New Detections of Deadly Virus Found in Oregon Wild Rabbits

More detections of RHDV2 have been found in a wild rabbit in Oregon. Hunters are asked to keep an eye out for the disease and take steps to avoid spreading it. (ODFW photo)

More detections of rabbit hemorrhagic disease virus 2 (RHDV2) in a wild rabbit have been confirmed by the Oregon Veterinary Diagnostic Laboratory including in a black-tailed jackrabbit recovered from Powell Butte in Crook County on Dec. 13, 2021.

Winter is the most popular time of the year to hunt rabbits and hunters are asked to keep an eye out for the disease and take steps to avoid spreading it. Domestic rabbit owners should also take precautions. (More info on what to do below.)

RHDV2 is a virus that causes sudden death in rabbits. The virus only infects rabbits and poses no human health risk. But it poses a high risk for domestic, feral and wild rabbits.

Oregon Department of Agriculture (ODA) and the Oregon Department of Fish & Wildlife (ODFW) are working together to monitor the disease and to try and limit its spread since it was first detected in Oregon in feral domestic rabbits near Portland in mid-March 2021.

The first known mortality from RHDV2 in a wild rabbit occurred in a black-tailed jackrabbit found dead near Rome, Ore., in Malheur County in April 2021. (This case was only confirmed in December 2021.) The second was confirmed in a wild black-tailed jack rabbit collected in May 2021 near Christmas Valley in Lake County.

This latest detection in Crook County is about 70 miles from the Christmas Valley case and less than 50 miles from a detection by ODA in feral domestic and domestic rabbits in La Pine, Ore.

The virus can withstand high and low temperatures and persists for long periods in decaying carcasses on the landscape. Transmission is often through direct contact but can also be spread through excretions, via contaminated water or food, and through contaminated objects or clothing.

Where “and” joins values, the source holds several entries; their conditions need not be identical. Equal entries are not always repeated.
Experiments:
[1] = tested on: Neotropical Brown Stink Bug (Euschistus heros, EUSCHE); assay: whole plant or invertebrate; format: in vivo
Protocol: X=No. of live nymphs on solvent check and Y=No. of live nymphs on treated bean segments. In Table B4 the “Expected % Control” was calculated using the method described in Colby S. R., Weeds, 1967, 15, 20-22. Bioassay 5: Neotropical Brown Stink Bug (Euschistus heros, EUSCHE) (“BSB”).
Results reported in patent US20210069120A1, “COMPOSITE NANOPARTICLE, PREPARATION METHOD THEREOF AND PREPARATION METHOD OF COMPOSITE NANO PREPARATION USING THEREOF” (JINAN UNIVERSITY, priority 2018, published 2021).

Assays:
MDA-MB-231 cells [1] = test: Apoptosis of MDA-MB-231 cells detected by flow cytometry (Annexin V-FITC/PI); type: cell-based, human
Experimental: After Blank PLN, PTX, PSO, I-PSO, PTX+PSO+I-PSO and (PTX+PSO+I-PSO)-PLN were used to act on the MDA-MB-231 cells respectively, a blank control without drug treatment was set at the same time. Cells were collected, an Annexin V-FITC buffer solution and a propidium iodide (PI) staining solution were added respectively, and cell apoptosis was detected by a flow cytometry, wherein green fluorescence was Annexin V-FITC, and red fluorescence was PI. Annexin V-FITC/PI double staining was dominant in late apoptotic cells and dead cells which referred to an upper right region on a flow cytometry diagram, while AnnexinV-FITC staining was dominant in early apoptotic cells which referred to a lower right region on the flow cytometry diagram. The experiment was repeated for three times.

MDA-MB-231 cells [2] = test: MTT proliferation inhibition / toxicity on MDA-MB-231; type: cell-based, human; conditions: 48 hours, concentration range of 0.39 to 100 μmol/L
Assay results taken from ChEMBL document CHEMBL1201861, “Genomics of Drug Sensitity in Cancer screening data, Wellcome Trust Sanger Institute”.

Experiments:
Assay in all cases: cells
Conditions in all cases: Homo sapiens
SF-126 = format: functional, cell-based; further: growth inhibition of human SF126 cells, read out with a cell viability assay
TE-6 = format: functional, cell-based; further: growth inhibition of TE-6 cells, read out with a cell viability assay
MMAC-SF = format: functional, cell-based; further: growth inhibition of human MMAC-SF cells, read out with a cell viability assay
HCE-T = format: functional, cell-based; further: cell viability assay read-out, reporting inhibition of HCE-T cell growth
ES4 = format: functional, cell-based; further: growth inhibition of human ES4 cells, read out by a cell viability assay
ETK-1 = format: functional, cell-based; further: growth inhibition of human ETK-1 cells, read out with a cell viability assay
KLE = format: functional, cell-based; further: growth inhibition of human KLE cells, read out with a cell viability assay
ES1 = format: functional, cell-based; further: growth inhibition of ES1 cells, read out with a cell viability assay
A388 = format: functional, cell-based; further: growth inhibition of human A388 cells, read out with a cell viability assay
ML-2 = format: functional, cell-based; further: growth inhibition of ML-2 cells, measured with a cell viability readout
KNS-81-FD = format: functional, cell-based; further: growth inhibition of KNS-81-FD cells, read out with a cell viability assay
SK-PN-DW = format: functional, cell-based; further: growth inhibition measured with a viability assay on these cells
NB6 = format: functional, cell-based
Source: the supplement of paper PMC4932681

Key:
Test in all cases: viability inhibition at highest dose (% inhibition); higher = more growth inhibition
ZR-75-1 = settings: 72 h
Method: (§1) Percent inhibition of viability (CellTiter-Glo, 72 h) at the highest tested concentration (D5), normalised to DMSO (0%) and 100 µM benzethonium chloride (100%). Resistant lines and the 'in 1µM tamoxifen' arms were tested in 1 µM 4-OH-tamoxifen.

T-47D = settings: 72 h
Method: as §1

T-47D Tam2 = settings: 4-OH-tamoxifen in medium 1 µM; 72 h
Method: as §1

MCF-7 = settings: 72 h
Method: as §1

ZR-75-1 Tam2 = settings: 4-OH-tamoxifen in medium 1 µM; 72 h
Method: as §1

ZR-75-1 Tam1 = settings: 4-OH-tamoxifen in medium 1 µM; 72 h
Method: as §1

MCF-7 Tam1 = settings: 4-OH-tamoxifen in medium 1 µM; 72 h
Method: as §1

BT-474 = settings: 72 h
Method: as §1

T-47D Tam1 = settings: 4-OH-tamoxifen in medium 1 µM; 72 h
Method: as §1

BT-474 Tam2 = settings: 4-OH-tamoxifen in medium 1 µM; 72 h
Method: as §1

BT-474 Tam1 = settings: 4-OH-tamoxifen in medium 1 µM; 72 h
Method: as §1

Signs of the disease in rabbits may include respiratory or neurologic symptoms as well as bloody nasal discharge and sudden death. Often, a deceased animal with a bloody nose is seen without other obvious external signs of injury. (Rabbits that have clear evidence of trauma, such as being caught by cat or hit by car, are not usually tested for the virus.)

While this virus can be deadly and contagious to rabbits and hares, in two of the three wild rabbit cases in Oregon, just a single dead rabbit was identified instead of multiple dead rabbits. Dead rabbits may be rapidly scavenged by other animals and the camouflaged coloration of wild rabbit fur makes them difficult to see in the field, so it’s very possible more wild rabbits have died from the virus.

To report suspicious wild rabbit mortalities, call the Wildlife Health reporting hotline at 1-866-968-2600 or e-mail

For sick or dead domestic or feral rabbit reports please contact ODA at call 1-800-347-7028 or visit the ODA website.